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A Century of Social Work Excellence

 

1914

The emergence of social work in Canada at the beginning of the twentieth century corresponded with the ever-increasing industrialization of Canada. Most of the social work at the time was performed voluntarily by affluent women, who recognized the increasing need for training social workers in Canada and became advocates to move this agenda forward. A meeting with the University of Toronto secured the support of the Board of Governors, but a lack of funds was the challenge.

Mrs. H.D. Warren, a well-known philanthropist at the time, agreed to donate the funds needed to pay for the salary of a director. In 1914, the Department of Social Service at the University of Toronto (which is now the Factor-Inwentash Faculty of Social Work) was established, making it the first school of social work in Canada. The first director of the Department was Franklin Johnson Jr., an American graduate in sociology.

Mrs. H.D. Warren
Source: Royal Ontario Museum

Franklin Johnson Jr.
Source: Royal Ontario Museum

1915

The first cohort – all women – graduated with a Certificate of Social Service in June 1915. After the ceremony in the Lillian Massey Building, the Alumni Association was founded and the first meeting was held.

1915-23

A one-year certificate program was offered.

Social Service Building on Queen’s Park Crescent

Source: University of Toronto Archives
Clipping from The Varsity

1923

The curriculum was expanded into a two-year graduate diploma program.

1931

The Department moved to McMaster Hall at 273 Bloor Street West, which now houses the Royal Conservatory of Music at 273 Bloor Street.

Source: Torontonensis

1939

The Department celebrated its 25th anniversary. By this time, 531 students had graduated. The Department of Social Service was supplying the entire nation with trained social workers.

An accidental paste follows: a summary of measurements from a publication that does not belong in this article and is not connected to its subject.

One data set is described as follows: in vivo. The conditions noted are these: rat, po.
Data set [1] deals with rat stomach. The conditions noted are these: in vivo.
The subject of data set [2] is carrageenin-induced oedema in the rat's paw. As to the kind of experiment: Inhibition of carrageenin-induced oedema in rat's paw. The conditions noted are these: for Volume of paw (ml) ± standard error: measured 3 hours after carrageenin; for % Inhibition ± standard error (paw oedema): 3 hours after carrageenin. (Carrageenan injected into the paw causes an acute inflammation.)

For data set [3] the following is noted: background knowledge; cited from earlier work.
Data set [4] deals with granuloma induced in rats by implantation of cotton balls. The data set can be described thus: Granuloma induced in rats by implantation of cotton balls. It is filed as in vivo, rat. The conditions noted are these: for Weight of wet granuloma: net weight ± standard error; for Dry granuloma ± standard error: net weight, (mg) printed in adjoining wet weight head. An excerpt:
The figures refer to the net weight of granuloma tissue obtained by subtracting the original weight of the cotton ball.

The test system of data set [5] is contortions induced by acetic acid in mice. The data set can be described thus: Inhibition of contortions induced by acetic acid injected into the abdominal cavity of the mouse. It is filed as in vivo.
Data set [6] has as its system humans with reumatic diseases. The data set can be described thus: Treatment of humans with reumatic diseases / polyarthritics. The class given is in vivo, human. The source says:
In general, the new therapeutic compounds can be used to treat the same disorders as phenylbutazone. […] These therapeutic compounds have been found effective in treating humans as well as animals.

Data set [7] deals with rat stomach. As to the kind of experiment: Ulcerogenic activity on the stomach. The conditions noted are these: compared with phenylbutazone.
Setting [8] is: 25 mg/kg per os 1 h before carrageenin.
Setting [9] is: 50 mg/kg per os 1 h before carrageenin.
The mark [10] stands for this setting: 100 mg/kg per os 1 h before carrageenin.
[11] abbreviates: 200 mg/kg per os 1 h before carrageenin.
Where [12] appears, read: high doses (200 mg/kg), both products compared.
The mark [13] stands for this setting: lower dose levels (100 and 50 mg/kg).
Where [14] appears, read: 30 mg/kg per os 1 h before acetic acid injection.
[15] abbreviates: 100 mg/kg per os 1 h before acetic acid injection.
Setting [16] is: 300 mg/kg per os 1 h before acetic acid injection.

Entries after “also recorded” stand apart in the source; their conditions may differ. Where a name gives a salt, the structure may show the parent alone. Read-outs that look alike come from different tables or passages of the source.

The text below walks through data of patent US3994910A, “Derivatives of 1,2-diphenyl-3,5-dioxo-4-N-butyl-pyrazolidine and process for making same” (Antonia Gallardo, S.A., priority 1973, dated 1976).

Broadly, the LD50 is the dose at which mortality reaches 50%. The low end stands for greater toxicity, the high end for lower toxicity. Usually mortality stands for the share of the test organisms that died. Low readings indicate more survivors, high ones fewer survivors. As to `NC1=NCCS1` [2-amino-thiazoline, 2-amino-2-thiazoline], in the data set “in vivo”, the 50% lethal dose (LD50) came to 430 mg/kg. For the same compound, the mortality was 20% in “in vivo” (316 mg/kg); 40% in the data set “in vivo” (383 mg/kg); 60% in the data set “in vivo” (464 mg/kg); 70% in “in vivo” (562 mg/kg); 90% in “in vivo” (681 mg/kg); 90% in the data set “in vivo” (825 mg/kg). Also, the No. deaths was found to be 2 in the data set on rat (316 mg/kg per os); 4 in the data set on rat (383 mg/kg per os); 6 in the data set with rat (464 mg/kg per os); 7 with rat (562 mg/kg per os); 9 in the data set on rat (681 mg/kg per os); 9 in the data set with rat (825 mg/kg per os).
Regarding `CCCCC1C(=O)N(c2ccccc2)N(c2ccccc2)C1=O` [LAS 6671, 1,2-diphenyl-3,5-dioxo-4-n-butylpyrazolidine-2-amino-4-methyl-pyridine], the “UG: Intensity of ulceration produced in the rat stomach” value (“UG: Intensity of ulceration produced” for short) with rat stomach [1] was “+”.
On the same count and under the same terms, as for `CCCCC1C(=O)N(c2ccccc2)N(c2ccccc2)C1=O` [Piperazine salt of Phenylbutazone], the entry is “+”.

1940’s

The school was making substantial contributions to social service delivery in Ontario. Stuart Jaffary, the Director of the Department and Bessie Touzel, an alumna of the school and the Executive Director of the Toronto Welfare Council, were both on the Marsh Commission, contributing to it substantially. This culiminated in the Marsh Report, which is widely recognized as one of the most influential policy documents in Canadian welfare history.

Stuart Jaffary
Source: University of Toronto Archives

Bessie Touzel
Source: University of Toronto Archives

University Settlement House
Source: University Settlement House

1945

The Department of Social Science was renamed the School of Social Work and became a separate professional school at U of T. The Bachelor of Social Work (BSW) and the Master of Social Work (MSW) programs were established. In the post-war years, the Faculty was instrumental in raising the profile of social work as a “legitimate” profession. Field placements were completed at such places as the University Settlement House, which offered recreational, cultural, and support programs for the city’s newcomers.

Early 1950s

In the early 1950s, the Doctor of Social Work program was inaugurated. Until the 1980s, the University of Toronto was the only Canadian school producing social work doctoral graduates.